Monday, June 18, 2012

More than the Mouse

I've been thinking about Orlando history quite a bit, as I've been inspired by a new Historic Orlando group on Facebook where wonderful images of the City Beautiful are being posted on a daily basis. A recent derogatory comment about Orlando on the Old Florida page also inspired me to do a mini-photo safari on my bike, to look for local history in my own backyard. So these images aren't up to my normal standards as often times I shot directly into the sun, and I rarely got of my bike to take a picture.

The lion of Lake Como

I started in the Lake Como area because I've always admired this house that was built in 1910 according to the County Appraiser's office. I'm sure when it was completed it was surrounded by orange groves or pasture land for dairy cows.

This house nearby on Lake Arnold also is much older than the houses surrounding it. I have been told it predates the great freeze of 1894. More research needed here.

My next stop was the Executive Airport near Lake Underhill. The airport used to be the Orlando Air Base during WWII. Between the airport and the 408 lies Kittinger Park, named after Orlando resident and aviation pioneer Col. Joe Kittinger.

Col. Kittinger's record-setting parachute jump the edge of space from 76,400 feet in 1959.

Next I peddled to Orlando's vintage bowling alley, Colonial Lanes. I've seen a photo of the great neon sign that used to be out front, now in someone's personal collection. The bar here is quite campy with a pretty awesome selection of classic country hits on the jukebox.

Nearby is a great vintage movie theater that now is a concert venue, the Plaza Theater. The wonderful diamond shaped sign is lit and spins on nights when there is a concert.

Nearby is the "Milk District", recently renamed because of the presence of Central Florida's largest dairy, T.G. Lee. Processing 230,000 gallons of milk a day, the company started with a single cow in 1925.

Across from the dairy, a block of bars and restaurant add a little grooviness to the district. The re-branding of this area has added creativity and youthful energy to an area that was starting to get a little run down.

Bicycle rack made of old skateboard wheels

Shuffleboard outside Sportstown Billiards (not regulation size)

I love it when people decide to move the road instead of removing the tree
Located adjacent to Dickson Azalea Park, the rustic Girl Scout House has been in constant use since 1940. The best example of authentic "Parkitecture"in Orlando.
The grounds of what is now Carl Langford Park, just South of Dickson Azalea Park, were once used as a Tin Can Tourist Camp. I've been told that this church was built to serve the campers' spiritual needs.

Note the stucco siding on the side – the aluminum siding on the front is a contemporary addition.
Tin Can Tourist Camp, State Archives of Florida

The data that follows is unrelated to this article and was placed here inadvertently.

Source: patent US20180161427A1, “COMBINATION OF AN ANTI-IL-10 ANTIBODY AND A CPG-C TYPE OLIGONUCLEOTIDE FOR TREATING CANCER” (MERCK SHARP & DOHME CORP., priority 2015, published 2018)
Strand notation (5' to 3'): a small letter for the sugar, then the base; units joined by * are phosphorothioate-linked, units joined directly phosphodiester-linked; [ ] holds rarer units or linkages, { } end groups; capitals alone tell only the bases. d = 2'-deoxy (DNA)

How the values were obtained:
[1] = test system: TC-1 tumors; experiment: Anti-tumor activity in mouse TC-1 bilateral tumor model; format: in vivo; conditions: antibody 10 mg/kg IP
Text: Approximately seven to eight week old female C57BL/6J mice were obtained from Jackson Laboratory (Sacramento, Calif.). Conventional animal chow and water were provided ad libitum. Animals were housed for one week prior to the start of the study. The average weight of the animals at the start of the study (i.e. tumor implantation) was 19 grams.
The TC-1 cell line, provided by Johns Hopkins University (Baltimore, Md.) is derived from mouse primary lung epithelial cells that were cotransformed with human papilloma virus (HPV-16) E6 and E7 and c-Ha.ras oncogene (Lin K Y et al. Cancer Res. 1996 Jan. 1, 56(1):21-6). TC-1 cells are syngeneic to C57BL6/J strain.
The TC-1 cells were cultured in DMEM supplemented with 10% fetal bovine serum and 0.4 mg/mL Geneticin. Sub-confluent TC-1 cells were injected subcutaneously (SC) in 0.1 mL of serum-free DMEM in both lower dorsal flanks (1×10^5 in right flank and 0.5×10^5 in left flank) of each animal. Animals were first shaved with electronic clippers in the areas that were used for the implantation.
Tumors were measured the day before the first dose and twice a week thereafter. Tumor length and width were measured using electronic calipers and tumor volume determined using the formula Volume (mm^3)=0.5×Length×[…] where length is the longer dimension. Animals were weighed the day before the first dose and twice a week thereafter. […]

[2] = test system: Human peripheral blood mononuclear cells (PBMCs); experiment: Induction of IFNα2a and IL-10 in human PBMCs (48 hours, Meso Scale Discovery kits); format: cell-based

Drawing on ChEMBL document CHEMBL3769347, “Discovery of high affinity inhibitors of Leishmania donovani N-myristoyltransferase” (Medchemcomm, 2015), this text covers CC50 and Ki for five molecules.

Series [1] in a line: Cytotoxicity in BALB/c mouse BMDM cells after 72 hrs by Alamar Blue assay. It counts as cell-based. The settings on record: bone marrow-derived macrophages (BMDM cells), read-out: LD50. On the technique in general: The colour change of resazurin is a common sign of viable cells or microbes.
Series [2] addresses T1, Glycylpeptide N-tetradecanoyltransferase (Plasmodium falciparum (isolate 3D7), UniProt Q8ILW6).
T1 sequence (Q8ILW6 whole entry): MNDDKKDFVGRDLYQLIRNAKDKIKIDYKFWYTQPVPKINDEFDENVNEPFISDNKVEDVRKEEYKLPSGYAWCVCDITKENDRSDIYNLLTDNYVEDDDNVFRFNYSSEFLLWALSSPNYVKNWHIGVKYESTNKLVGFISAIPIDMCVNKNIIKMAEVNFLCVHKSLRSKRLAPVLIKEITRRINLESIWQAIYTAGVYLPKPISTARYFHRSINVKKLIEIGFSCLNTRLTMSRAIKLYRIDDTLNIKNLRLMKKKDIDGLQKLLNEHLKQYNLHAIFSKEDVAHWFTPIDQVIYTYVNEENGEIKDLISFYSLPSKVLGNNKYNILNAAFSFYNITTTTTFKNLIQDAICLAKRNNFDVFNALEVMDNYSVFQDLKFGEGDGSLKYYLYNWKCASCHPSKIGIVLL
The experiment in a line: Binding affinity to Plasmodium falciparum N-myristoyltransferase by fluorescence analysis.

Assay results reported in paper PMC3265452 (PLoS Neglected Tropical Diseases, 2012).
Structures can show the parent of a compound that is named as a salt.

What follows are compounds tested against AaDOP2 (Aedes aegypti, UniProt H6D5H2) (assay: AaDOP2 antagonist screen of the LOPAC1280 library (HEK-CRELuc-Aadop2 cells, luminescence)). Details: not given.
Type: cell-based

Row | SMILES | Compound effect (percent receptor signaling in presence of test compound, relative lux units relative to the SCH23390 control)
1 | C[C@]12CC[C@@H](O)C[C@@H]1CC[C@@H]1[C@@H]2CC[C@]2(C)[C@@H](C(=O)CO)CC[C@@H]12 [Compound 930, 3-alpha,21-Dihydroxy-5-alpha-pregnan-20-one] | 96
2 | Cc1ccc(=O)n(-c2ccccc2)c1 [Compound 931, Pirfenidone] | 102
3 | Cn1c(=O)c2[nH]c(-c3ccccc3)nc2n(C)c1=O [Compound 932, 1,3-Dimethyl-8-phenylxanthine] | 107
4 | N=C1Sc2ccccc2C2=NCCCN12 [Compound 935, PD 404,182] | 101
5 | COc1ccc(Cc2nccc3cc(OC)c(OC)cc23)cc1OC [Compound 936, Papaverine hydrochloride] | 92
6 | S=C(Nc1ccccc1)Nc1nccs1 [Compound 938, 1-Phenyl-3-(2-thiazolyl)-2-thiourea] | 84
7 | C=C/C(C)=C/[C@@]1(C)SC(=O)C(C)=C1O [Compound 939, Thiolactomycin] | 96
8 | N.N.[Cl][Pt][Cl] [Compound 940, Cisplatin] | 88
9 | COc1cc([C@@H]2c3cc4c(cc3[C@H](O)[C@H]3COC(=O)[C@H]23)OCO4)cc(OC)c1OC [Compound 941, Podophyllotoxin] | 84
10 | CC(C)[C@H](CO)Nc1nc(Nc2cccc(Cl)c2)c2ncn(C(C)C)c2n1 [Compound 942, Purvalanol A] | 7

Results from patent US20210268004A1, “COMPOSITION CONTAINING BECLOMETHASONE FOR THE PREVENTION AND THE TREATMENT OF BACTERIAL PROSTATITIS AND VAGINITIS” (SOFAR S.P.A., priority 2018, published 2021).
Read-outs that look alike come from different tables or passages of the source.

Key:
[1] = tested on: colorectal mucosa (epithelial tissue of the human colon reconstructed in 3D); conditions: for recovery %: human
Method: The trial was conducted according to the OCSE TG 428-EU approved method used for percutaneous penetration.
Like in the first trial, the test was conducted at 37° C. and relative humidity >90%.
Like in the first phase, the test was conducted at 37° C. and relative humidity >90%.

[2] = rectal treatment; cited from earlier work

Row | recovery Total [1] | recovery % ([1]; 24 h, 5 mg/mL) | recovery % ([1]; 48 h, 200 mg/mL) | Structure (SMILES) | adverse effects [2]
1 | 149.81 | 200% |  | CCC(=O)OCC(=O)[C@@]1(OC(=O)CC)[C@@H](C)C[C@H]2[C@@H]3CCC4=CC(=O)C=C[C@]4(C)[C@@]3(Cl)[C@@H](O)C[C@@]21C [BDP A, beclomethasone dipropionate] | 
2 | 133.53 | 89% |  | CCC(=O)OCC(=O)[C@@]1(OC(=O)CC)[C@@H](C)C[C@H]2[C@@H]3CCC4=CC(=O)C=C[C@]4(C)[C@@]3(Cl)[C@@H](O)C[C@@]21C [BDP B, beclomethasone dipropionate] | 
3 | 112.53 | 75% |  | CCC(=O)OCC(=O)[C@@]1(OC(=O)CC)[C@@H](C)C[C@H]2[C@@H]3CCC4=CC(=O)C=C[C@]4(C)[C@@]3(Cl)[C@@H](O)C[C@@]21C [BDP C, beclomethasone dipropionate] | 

From Langford Park I continued towards the 408 to South Street, where the Reeves Terrace housing project is named after Orlando Reeves. Legend has it that Reeves was killed during one of the Seminole Indian Wars in the area, and the town bears his name.  Army rosters of the period, however,  show no soldiers of that name in the area. A more likely explanation for the city's name is that it was taken from a character in a play by Shakespeare.

The commercial archaeologist in me has often wondered if this non-descript brown building was once a drive-thru dairy in the 1950s or '60s. I've recently been told that it was in fact Roberts Dairy Land. Here's a link to see some drive thru dairies in North Florida.

Back on Bumby Avenue, this historic plaque tells the history of one of Orlando's earliest families.

All these sites are a short bike ride away for me, and I'm saving the second half of my ride for another post. There are many things I don't love about about Orlando. I wish it wasn't such a transient community, with people coming and going constantly. I wish there was less traffic.  But those who are so frequently critical of O-town haven't really looked beyond Disney's boundaries to see a beautiful city, with lots of charm and it's own unique history. It's my belief that once you start to learn about a place's history, the more it comes alive for you and before you know it you care about it more. I wish I could make this happen for everyone.

Note: I was also inspired by Jim Crescitelli's bike-riding, photo history blog seen here. Check out his posts featuring great photos and information about lesser known Central Florida history.


  1. Love your post. I live in Downtown Orlando myself— Copeland Park. Our house is a Historic home, a Tudor built in 1925. We are a block off of Orange Avenue by the Hospital. I've lived Downtown since 1995 in several different locations and love it. Very unique. I agree, it's more than just the Mouse, although I love the mouse too. Thanks for sharing your bike tour!

  2. Thanks Melanie- I like your blogs quite a bit!